When the head of the U.S. Food and Drug Administration wouldn’t commit to delivering a vaccine for the novel coronavirus by Election Day, a Trump cabinet member speculated last week about possibly firing him.
FDA Commissioner Dr. Stephen M. Hahn has clashed with the administration over standards for approving a vaccine. Health and Human Services Secretary Alex M. Azar considered seeking permission to dismiss Dr. Hahn for not acquiescing to the White House’s desire for an accelerated process.
“Infuriated by the FDA’s defiance in a showdown over the Trump administration’s standards for authorizing a coronavirus vaccine, Health Secretary Alex Azar has spent recent weeks openly plotting the ouster of FDA chief Stephen Hahn. Azar has vented to allies within the Health and Human Services Department about his unhappiness with the top official in charge of the vaccine process and discussed the prospect of seeking White House permission to remove him, a half-dozen current and former administration officials said,” according to a story published Thursday by Politico. “The discussions come amid deep frustration with Hahn over his insistence that a Covid-19 vaccine meet strict safety standards — a contentious decision that rendered it impossible for President Donald Trump to fulfill his oft-expressed desire for a vaccine just before Election Day. Earlier this month, Hahn ended a lengthy standoff over the rules under which the FDA would grant emergency authorization for a vaccine by flouting the White House and ordering their publication. The move won widespread praise from the nation’s public health community. But it angered Azar and others who viewed it as the latest in a recent pattern of Hahn breaking with the broader administration in an effort to bolster his own reputation, current and former officials said.”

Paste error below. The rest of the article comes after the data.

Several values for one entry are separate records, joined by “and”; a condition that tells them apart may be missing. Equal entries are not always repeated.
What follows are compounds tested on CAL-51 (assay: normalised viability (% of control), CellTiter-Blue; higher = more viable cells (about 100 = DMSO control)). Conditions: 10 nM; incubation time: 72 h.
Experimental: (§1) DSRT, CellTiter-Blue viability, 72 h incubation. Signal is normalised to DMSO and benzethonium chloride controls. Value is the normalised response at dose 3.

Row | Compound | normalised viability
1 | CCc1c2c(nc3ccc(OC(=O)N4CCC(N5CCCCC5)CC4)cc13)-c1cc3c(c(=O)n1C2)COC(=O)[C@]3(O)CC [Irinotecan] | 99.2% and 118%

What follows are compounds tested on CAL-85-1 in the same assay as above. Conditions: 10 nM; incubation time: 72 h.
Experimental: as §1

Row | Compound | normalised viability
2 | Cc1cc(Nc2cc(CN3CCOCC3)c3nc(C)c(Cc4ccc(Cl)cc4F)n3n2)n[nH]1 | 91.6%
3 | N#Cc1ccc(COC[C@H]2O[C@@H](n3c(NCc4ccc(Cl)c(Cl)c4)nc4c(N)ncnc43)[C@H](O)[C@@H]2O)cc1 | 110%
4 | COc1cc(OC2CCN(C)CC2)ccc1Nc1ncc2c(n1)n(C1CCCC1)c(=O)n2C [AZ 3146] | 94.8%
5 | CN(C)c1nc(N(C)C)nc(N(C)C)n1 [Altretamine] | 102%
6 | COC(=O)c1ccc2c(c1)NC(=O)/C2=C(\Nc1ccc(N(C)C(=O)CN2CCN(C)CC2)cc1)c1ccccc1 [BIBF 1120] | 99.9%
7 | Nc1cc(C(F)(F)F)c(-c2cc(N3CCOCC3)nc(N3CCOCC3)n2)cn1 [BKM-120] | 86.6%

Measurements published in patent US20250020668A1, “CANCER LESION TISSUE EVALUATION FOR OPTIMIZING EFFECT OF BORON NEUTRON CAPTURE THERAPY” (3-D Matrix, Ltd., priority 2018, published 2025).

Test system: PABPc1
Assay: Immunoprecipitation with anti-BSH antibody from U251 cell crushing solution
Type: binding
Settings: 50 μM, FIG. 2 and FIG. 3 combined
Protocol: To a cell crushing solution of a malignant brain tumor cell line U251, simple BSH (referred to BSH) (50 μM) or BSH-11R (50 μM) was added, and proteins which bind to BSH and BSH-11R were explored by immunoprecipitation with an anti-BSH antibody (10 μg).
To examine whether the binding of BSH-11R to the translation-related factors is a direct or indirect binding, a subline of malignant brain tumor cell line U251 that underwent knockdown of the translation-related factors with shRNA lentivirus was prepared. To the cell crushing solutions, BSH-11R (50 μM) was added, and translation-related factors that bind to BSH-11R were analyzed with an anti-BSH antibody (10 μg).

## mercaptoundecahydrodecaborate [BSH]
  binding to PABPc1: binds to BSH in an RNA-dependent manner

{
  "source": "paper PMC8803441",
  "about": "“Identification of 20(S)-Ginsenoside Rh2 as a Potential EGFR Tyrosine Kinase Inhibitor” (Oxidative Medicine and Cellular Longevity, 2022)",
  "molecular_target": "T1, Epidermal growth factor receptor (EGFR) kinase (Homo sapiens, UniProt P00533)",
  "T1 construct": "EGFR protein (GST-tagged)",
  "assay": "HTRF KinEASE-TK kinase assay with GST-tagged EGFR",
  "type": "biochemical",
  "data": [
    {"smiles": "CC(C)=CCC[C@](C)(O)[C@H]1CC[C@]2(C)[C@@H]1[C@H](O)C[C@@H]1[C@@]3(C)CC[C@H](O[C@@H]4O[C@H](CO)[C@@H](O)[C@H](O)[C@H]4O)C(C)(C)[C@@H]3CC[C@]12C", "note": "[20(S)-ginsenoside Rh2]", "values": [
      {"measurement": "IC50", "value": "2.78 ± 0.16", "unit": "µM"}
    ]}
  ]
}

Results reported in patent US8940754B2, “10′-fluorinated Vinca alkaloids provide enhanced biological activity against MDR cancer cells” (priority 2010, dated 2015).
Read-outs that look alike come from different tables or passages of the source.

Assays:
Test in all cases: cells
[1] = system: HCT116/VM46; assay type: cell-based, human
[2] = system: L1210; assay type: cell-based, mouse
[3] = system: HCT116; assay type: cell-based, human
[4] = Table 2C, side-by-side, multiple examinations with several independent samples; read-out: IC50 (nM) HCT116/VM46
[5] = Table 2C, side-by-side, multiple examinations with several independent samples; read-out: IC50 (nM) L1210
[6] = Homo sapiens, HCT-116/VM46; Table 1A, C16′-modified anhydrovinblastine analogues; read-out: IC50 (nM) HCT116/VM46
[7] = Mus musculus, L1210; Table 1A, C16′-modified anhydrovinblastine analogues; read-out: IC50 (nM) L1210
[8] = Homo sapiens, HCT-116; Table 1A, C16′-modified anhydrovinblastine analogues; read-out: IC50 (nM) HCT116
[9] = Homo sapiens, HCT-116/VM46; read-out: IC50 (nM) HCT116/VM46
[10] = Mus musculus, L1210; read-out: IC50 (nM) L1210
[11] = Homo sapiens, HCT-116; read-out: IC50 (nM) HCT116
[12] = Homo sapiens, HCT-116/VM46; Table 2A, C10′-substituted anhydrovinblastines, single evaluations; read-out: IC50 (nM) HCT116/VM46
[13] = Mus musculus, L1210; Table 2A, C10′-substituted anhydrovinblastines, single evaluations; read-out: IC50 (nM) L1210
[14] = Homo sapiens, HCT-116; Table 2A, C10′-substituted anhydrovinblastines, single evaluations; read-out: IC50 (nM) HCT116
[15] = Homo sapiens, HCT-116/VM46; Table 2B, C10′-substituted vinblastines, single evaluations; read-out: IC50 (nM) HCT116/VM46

Gov. Andrew M. Cuomo has expressed skepticism over President Donald Trump’s plan to have a vaccine ready in his proposed timeline. During a briefing with reporters Thursday, he offered the FDA chief some advice.
“Save your soul, Dr. Hahn; save your soul,” Mr. Cuomo said, according to a Watertown Daily Times article published Thursday. “You’re talking about life and safety on the approval of a vaccine. Trying to rush the FDA to approve it for a campaign platform for the president is abhorrent to the Hippocratic oath that doctors take. To Dr. Hahn, I would say, ‘Remember your oath and do your duty as your medical profession requires.’
“They wanted it for Election Day, which is what the president has said. The FDA has resisted timing the approval to Election Day,” the governor added during his call. “You don’t make governmental life or public health decisions based on the election calendar. You especially don’t decide if the vaccine is safe to take based on the election calendar.”
Mr. Trump previously said a vaccine could be ready by Tuesday. Public health officials raised questions over this expedited timeline.
The president obviously wanted something ready to go just before the election. This could have countered harsh criticisms he’s been subjected to over his incredibly poor handling of the pandemic.
It’s imperative that we have a vaccine as soon as possible. But it also must be as safe as possible, which means there is a thorough process it needs to go through.
The objective here is to ensure we all have access to an effective vaccine, not necessarily get Mr. Trump re-elected. Mr. Azar’s idea fits a pattern of requests and decisions clearly geared toward enhancing the president’s prospects of remaining in office. For those within the administration to take such actions is inappropriate and not in the nation’s best interests.
Politico reported that firing Dr. Hahn over this was unlikely, given how bad this would make the administration look. This is good news. But it’s still unnerving that one of the president’s officials floated the proposal in the first place.